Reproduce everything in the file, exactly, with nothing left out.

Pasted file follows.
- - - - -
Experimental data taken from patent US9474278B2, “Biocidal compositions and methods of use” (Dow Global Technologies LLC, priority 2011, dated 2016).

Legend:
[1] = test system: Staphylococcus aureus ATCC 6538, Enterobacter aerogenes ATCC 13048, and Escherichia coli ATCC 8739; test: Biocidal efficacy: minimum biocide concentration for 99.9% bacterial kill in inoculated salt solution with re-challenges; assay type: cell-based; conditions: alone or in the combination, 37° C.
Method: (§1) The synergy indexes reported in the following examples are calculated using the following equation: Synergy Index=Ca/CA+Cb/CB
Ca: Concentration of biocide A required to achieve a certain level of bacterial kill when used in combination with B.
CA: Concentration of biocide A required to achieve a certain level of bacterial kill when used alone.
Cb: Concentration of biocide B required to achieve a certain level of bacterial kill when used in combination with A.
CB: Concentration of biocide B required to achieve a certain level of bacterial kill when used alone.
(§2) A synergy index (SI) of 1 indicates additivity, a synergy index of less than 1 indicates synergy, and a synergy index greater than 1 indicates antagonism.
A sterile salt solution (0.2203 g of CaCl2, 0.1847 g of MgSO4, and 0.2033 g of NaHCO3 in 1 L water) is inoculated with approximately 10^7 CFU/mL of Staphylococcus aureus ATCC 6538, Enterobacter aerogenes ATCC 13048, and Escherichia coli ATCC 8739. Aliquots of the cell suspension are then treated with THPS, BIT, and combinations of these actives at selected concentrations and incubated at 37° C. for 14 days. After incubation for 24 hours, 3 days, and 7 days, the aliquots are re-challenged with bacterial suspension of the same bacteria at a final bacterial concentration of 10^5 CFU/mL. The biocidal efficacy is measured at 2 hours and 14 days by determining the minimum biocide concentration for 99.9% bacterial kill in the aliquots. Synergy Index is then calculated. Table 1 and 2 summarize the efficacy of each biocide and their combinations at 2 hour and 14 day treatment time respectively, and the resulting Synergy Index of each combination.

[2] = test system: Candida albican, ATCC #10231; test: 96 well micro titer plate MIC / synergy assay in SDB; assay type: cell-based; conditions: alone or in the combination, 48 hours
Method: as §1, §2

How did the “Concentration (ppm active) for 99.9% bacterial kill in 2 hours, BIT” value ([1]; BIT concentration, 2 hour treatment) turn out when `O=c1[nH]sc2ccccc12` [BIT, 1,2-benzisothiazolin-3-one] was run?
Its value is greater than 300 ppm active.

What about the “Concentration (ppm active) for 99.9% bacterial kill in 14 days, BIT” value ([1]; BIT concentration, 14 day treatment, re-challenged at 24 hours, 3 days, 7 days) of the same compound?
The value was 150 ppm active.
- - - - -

Experimental data taken from patent US9474278B2, “Biocidal compositions and methods of use” (Dow Global Technologies LLC, priority 2011, dated 2016).

Legend:
[1] = test system: Staphylococcus aureus ATCC 6538, Enterobacter aerogenes ATCC 13048, and Escherichia coli ATCC 8739; test: Biocidal efficacy: minimum biocide concentration for 99.9% bacterial kill in inoculated salt solution with re-challenges; assay type: cell-based; conditions: alone or in the combination, 37° C.
Method: (§1) The synergy indexes reported in the following examples are calculated using the following equation: Synergy Index=Ca/CA+Cb/CB
Ca: Concentration of biocide A required to achieve a certain level of bacterial kill when used in combination with B.
CA: Concentration of biocide A required to achieve a certain level of bacterial kill when used alone.
Cb: Concentration of biocide B required to achieve a certain level of bacterial kill when used in combination with A.
CB: Concentration of biocide B required to achieve a certain level of bacterial kill when used alone.
(§2) A synergy index (SI) of 1 indicates additivity, a synergy index of less than 1 indicates synergy, and a synergy index greater than 1 indicates antagonism.
A sterile salt solution (0.2203 g of CaCl2, 0.1847 g of MgSO4, and 0.2033 g of NaHCO3 in 1 L water) is inoculated with approximately 10^7 CFU/mL of Staphylococcus aureus ATCC 6538, Enterobacter aerogenes ATCC 13048, and Escherichia coli ATCC 8739. Aliquots of the cell suspension are then treated with THPS, BIT, and combinations of these actives at selected concentrations and incubated at 37° C. for 14 days. After incubation for 24 hours, 3 days, and 7 days, the aliquots are re-challenged with bacterial suspension of the same bacteria at a final bacterial concentration of 10^5 CFU/mL. The biocidal efficacy is measured at 2 hours and 14 days by determining the minimum biocide concentration for 99.9% bacterial kill in the aliquots. Synergy Index is then calculated. Table 1 and 2 summarize the efficacy of each biocide and their combinations at 2 hour and 14 day treatment time respectively, and the resulting Synergy Index of each combination.

[2] = test system: Candida albican, ATCC #10231; test: 96 well micro titer plate MIC / synergy assay in SDB; assay type: cell-based; conditions: alone or in the combination, 48 hours
Method: as §1, §2

How did the “Concentration (ppm active) for 99.9% bacterial kill in 2 hours, BIT” value ([1]; BIT concentration, 2 hour treatment) turn out when `O=c1[nH]sc2ccccc12` [BIT, 1,2-benzisothiazolin-3-one] was run?
Its value is greater than 300 ppm active.

What about the “Concentration (ppm active) for 99.9% bacterial kill in 14 days, BIT” value ([1]; BIT concentration, 14 day treatment, re-challenged at 24 hours, 3 days, 7 days) of the same compound?
The value was 150 ppm active.